Ordinary Angels

February 19th, 2024




AMovieGuy.com’s RATING: 2 STARS (Out of 4)

At the end of Ordinary Angels, we get to see the actual news coverage that captured the miraculous story of a small Kentucky town coming together to help sick little Michelle Schmitt. As a cute human interest story that works. As a full-length feature? It starts to become so mushy it resembles pudding. That’s not to say the story isn’t sweet and inspiring. It’s just hard to not be cynical and jaded towards a movie that tries so hard to tug on your heartstrings. Ordinary Angels pulls out all the stops to tell a modern-day Sunday school story, with the hopes that any sap will swallow it whole.

All based on a true story, Hilary Swank plays Sharon Stevens, a hairdresser, a single mother who has lost all contact with her son, and an alcoholic. She lets loose at bars and likes to be a people person. Her drinking problem, however, is making her life worse, and when her friend Rose (Tamala Jones) tells her she needs help, she attends an AA meeting with no intent of trying. When she reads a newspaper story about Michelle Schmitt (Emily Mitchell), a 5-year-old girl in desperate need of a liver transplant, while her widowed father Ed (Alan Ritchson) works numerous jobs just to keep her medical bills paid, this story hits Sharon hard, inspiring her to do all in her power to keep Michelle alive. It will make some believe that angels do exist.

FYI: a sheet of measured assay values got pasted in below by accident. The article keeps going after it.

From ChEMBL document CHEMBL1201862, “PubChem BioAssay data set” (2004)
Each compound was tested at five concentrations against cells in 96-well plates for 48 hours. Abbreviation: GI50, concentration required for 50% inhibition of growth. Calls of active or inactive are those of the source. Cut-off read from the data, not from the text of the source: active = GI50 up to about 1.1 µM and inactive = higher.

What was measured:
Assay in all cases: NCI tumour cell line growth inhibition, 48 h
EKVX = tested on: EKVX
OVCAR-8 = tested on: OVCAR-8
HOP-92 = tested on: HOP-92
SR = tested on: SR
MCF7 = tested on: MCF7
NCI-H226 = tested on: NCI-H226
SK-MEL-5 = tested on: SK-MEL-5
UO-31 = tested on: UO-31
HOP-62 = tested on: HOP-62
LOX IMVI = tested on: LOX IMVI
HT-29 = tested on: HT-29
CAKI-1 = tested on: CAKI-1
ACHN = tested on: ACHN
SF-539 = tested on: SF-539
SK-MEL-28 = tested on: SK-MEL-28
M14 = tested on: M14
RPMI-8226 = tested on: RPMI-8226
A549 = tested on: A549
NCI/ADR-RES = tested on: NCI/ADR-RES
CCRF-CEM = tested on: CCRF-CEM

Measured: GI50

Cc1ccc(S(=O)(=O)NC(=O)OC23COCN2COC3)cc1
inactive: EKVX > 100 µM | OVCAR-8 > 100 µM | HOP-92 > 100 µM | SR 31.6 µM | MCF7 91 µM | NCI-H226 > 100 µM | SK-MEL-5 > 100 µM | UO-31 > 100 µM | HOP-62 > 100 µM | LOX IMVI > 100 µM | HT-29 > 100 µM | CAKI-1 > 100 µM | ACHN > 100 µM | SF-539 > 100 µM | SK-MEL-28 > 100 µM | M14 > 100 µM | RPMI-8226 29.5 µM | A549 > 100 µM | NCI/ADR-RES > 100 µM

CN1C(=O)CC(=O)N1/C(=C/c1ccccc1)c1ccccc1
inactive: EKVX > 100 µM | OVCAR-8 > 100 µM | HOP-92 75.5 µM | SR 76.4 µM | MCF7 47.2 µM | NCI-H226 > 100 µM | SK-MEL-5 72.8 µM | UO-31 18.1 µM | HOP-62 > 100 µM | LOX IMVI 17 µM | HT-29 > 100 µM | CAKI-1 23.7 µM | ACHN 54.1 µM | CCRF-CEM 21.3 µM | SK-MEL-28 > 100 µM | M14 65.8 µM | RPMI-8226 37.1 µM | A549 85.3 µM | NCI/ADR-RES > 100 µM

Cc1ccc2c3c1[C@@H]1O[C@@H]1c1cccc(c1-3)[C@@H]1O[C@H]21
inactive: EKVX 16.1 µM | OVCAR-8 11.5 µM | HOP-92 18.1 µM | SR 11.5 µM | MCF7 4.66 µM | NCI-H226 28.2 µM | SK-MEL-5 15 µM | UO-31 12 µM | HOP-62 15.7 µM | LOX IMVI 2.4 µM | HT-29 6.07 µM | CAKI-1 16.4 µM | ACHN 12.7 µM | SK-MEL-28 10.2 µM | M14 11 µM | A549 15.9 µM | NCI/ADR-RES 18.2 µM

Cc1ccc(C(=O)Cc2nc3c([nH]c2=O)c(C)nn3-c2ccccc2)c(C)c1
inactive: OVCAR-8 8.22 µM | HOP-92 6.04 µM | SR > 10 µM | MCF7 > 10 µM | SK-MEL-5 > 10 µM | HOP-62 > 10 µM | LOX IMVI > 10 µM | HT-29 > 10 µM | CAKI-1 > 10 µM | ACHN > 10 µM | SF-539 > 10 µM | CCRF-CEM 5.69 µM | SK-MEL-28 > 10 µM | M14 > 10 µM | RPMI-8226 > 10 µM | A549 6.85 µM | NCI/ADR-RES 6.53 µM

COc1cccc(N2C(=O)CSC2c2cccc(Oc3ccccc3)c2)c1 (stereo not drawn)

Performance-wise, both Swank and Richson are good, with Oscar-winner Swank always bringing out a performance that matches the spirit of her character. What hurts Ordinary Angels is how mundane it becomes. The direction from Jon Gunn (The Case for Christ & Do You Believe?) does a fair job of making it just about the story and less about the faith that surrounds its characters. I liked that. What he fails at is making anything about it fresh. Nearly every beat is predictable, where Sharon shows up with cakes, does fundraisers, and maxes out her credit just to help the family. Michelle has sick spells and Ed just can’t let go of his pride to let others help. He’s pushed to the edge and starts to trust Sharon, running out of time, and forced to believe in the power of community.

There’s a combination of a Hallmark Channel style and a Kirk Cameron faith-based movie that makes Ordinary Angels lame. If Grandma and Grandpa just want an uplifting story, something where the conflict is helping people back on their feet, while the U.S. medical system fails us once again, then this will fit the bill. But Gunn, writer Kelly Fremon Craig (of Are You There God? It’s Me, Margaret. fame) and Meg Tilly don’t seem to want to confront the real issues and instead romanticize people working together to save one another. This story is all too common without the fairy tale ending.

It may just be my heartless self but there is also more that cinema can do. Ordinary Angels is a puff piece. The type of story the evening news ends with because everything else is about people dying or climate disasters. Swank is good, with her southern twang, poofed-up hair, and a resilience that makes her an always exceptional actor. Everything else is just too sappy and loaded with cheeseball happiness. There is such a thing as too ordinary and Ordinary Angels is just too basic to believe in.



Written by: Leo Brady

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